Read more. [Image: Nickelodeon]

(via knowledgeequalsblackpower)

thinksquad:

North Charleston man facing federal charges over $.89 drink refill
A North Charleston man was hit with a federal fine for refilling his drink without paying. The on-site construction worker says he didn’t know refills at the VA Medical Center in downtown Charleston came at a price, and Wednesday, during his lunch hour, he was slapped with federal charges.
The ticket was issued by the Federal Police Force at the VA Medical Center in downtown Charleston after Christopher Lewis refilled his soda without paying the $0.89. A hospital spokesperson called it a “theft of government property.”
"Every time I look at the ticket, it’s unbelievable to me,” says Lewis, who works construction. “I can’t fathom the fact that I made a $0.89 mistake that cost me $525."
Lewis is now out of a job. According to a hospital spokesperson, signs are posted in the cafeteria informing patrons that refills aren’t free. Lewis says he never noticed the signs and admits he had refilled his drink without paying on other occasions. He says after he went back for seconds on Wednesday, a man who identified himself as the chief of police, stopped him.
"As I was filling my cup up, I turned to walk off and a fella grabbed me by the arm and asked me was I going to pay for that, and I told him I wasn’t aware that I had to pay for that."
Lewis says he tried to pay the $0.89 right there, but wasn’t allowed to. He says he wasn’t given the chance to pay the cashier either.
"I never had an option to make right what I had done wrong."
He says he was taken to a room, given the $525 ticket for shoplifting and told not to return to the property.
http://www.wistv.com/story/25269079/man-hit-with-525-federal-fine-after-he-doesnt-pay-for-soda-refill

What the fuck?!

thinksquad:

North Charleston man facing federal charges over $.89 drink refill

A North Charleston man was hit with a federal fine for refilling his drink without paying. The on-site construction worker says he didn’t know refills at the VA Medical Center in downtown Charleston came at a price, and Wednesday, during his lunch hour, he was slapped with federal charges.

The ticket was issued by the Federal Police Force at the VA Medical Center in downtown Charleston after Christopher Lewis refilled his soda without paying the $0.89. A hospital spokesperson called it a “theft of government property.”

"Every time I look at the ticket, it’s unbelievable to me,” says Lewis, who works construction. “I can’t fathom the fact that I made a $0.89 mistake that cost me $525."

Lewis is now out of a job. According to a hospital spokesperson, signs are posted in the cafeteria informing patrons that refills aren’t free. Lewis says he never noticed the signs and admits he had refilled his drink without paying on other occasions. He says after he went back for seconds on Wednesday, a man who identified himself as the chief of police, stopped him.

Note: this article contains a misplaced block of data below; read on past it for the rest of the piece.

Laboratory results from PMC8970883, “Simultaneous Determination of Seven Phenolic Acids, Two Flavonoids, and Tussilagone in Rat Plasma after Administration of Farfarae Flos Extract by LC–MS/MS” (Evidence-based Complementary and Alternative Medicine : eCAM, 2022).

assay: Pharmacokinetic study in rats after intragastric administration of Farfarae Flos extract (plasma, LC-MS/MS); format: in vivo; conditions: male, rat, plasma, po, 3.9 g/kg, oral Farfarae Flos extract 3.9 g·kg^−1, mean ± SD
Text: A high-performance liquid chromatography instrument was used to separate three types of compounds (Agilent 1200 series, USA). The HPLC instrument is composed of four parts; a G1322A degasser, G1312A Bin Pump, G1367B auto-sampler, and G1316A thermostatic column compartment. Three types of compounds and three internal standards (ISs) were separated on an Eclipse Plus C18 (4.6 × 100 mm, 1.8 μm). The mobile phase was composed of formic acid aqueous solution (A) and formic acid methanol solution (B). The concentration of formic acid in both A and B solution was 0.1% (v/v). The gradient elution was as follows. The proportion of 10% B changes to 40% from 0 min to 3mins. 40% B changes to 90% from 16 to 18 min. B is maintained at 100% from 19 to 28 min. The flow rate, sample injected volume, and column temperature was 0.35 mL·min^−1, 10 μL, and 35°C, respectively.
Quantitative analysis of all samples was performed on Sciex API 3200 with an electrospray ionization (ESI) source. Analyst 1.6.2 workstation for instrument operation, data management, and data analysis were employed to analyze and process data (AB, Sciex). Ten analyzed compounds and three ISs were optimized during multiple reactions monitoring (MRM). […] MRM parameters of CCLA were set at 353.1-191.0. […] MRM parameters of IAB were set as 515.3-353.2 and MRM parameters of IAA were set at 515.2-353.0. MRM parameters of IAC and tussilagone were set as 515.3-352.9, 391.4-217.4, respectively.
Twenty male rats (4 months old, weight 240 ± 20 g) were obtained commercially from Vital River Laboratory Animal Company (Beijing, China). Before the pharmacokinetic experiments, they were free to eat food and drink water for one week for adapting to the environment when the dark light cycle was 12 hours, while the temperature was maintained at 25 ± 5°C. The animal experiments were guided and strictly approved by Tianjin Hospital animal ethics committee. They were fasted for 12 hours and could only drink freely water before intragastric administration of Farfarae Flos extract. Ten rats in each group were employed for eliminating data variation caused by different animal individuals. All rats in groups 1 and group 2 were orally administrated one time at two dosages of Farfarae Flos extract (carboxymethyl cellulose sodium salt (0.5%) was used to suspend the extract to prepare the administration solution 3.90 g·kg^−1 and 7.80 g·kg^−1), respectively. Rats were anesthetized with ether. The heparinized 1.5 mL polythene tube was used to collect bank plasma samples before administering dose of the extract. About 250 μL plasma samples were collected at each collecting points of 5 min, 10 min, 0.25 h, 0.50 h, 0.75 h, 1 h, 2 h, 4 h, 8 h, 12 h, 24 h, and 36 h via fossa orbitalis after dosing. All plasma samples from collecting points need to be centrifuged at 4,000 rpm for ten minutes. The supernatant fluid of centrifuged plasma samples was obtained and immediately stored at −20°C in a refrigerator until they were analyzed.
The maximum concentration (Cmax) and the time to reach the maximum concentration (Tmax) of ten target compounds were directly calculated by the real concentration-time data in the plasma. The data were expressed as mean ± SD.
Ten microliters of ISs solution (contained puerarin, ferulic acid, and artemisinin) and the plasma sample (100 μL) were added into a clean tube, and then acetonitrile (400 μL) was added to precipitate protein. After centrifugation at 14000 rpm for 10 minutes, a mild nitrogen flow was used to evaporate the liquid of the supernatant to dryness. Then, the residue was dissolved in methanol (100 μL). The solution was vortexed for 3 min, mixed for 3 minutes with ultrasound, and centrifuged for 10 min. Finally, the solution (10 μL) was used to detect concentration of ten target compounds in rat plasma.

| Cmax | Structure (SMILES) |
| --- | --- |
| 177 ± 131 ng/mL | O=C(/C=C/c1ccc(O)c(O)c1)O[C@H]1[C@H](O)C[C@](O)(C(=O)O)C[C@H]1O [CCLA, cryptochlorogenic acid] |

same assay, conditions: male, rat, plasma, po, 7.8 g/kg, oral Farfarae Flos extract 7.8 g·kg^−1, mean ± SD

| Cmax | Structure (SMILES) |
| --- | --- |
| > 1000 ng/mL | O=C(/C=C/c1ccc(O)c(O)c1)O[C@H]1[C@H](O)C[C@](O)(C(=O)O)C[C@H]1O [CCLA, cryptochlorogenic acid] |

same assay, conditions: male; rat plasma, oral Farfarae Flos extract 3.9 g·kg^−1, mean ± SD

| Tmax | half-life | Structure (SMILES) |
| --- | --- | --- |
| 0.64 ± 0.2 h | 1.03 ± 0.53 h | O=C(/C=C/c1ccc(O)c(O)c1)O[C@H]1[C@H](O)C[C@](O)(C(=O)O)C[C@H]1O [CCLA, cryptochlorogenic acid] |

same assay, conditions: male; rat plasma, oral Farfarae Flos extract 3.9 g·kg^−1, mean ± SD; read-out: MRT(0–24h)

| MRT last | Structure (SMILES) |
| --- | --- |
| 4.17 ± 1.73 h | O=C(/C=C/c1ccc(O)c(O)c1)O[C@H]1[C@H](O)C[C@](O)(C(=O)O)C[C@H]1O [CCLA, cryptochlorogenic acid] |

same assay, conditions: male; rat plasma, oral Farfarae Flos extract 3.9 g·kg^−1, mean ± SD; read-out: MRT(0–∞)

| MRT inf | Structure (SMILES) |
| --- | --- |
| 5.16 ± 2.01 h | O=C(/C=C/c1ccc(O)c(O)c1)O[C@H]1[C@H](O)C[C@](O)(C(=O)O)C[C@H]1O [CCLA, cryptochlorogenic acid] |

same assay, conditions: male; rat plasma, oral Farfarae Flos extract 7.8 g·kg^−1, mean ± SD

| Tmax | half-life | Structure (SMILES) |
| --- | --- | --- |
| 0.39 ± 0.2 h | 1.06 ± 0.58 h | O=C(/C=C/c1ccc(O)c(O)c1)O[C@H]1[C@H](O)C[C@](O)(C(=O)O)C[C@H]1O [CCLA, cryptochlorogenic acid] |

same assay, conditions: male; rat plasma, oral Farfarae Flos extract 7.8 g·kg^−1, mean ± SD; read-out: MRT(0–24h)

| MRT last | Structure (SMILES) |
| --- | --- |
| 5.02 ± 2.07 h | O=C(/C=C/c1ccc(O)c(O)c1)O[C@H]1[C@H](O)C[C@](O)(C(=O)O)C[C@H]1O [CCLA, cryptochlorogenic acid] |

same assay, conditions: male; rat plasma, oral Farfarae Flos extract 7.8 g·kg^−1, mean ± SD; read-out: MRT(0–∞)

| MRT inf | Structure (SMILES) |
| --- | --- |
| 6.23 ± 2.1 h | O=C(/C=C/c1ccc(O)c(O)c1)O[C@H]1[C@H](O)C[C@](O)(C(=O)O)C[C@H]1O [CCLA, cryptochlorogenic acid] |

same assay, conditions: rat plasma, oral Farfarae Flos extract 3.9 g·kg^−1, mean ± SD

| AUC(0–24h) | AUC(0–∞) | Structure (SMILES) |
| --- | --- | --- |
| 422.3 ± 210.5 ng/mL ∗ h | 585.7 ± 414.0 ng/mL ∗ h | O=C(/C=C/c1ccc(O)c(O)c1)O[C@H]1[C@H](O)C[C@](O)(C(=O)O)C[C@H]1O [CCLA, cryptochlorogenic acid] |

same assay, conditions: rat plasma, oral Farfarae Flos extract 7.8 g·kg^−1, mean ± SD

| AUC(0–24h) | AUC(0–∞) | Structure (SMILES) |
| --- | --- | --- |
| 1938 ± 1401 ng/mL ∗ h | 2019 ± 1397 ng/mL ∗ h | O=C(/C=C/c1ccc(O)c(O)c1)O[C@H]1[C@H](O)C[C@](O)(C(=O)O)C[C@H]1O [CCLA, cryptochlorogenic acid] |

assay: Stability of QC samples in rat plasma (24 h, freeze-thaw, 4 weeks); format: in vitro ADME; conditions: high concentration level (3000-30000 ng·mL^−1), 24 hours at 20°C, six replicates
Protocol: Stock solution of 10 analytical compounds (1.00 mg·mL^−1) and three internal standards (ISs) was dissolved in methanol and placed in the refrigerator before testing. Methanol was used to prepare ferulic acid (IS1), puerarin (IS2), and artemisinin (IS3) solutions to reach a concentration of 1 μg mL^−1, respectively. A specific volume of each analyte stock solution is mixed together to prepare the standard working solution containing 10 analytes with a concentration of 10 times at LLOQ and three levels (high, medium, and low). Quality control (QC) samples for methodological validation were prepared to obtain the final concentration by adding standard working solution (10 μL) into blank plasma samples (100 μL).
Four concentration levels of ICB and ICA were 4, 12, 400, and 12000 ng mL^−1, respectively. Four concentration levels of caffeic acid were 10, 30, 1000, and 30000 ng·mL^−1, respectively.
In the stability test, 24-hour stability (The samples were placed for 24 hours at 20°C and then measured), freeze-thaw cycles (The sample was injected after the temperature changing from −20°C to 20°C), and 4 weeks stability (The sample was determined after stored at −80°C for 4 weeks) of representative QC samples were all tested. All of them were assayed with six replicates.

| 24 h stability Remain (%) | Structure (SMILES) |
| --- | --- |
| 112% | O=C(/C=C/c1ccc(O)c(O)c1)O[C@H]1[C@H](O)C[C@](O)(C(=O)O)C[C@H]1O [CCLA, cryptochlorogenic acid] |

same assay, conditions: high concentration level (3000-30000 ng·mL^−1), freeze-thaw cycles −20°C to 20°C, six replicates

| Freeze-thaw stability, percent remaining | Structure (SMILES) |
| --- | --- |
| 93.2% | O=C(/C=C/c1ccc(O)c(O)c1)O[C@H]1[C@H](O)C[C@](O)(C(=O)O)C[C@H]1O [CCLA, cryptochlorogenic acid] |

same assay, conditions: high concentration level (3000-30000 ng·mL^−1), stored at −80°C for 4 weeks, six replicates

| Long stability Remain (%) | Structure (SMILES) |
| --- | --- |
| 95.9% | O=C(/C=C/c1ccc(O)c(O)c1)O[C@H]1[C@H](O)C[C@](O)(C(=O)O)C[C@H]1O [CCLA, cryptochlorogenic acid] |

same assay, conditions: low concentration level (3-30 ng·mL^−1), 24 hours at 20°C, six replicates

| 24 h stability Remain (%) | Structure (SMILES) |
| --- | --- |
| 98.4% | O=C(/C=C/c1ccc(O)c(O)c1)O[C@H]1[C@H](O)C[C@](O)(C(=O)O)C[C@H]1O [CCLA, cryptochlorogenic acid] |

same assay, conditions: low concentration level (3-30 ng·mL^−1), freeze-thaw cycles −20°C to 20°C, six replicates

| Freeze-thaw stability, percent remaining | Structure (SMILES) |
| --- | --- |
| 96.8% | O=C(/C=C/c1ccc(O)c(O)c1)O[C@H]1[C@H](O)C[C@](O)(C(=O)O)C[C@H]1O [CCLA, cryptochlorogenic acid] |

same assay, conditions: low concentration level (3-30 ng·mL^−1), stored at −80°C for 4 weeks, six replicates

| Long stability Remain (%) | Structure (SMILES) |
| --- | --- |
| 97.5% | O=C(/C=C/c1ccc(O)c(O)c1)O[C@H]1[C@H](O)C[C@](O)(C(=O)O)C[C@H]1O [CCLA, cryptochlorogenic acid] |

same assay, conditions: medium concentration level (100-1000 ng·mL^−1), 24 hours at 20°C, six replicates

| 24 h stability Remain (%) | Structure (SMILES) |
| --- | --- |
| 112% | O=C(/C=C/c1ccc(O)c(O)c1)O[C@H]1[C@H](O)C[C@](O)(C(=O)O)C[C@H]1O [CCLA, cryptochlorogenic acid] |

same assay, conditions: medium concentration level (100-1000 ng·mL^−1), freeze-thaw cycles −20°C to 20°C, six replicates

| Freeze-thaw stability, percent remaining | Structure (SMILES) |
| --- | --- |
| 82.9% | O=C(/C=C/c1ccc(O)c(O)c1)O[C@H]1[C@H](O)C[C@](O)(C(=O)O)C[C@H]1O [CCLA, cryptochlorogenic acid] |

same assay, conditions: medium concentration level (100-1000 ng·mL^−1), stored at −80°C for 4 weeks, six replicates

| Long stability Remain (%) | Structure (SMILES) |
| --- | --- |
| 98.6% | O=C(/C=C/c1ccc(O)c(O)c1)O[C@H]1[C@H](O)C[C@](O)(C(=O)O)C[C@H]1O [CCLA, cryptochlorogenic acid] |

"As I was filling my cup up, I turned to walk off and a fella grabbed me by the arm and asked me was I going to pay for that, and I told him I wasn’t aware that I had to pay for that."

Lewis says he tried to pay the $0.89 right there, but wasn’t allowed to. He says he wasn’t given the chance to pay the cashier either.

"I never had an option to make right what I had done wrong."

He says he was taken to a room, given the $525 ticket for shoplifting and told not to return to the property.

http://www.wistv.com/story/25269079/man-hit-with-525-federal-fine-after-he-doesnt-pay-for-soda-refill

What the fuck?!

for-all-mankind:

huffingtonpost:

Everything you need to know about checking the four upcoming lunar eclipses here. 

Just in case some of you guys were curious what the different types of Lunar eclipses were, here’s a neat little gif-tastic diagram of the three types. Also handy is a calendar for the next ones, although the majority of America won’t be able to see a full total eclipse again until 2017.

The first of four eclipses in a series, the Lunar Saros 122. A saros is a fancy way of determining patters in relation to time relating to Earth-Moon solar geometry, so I present to you a Wikipedia article on the topic. For this eclipse cycle, though, their are no intervening partial eclipses of the Moon.

(via knowledgeequalsblackpower)

#1684

thisiswhiteprivilege:

White privilege is being able to wear the Black Panthers logo. Apparently, Forever 21 thinks it’s cute to make a top with the Black Panthers logo and market it to white women as trendy and vintage. I guarantee a black person could not be caught dead wearing the Black Panther logo. They’d lock us up if we were lucky, and if we weren’t as lucky, they’d put a bullet in our head and the whole world would get one look at the top and decide we definitely had it coming.

(via essence-of-ebony)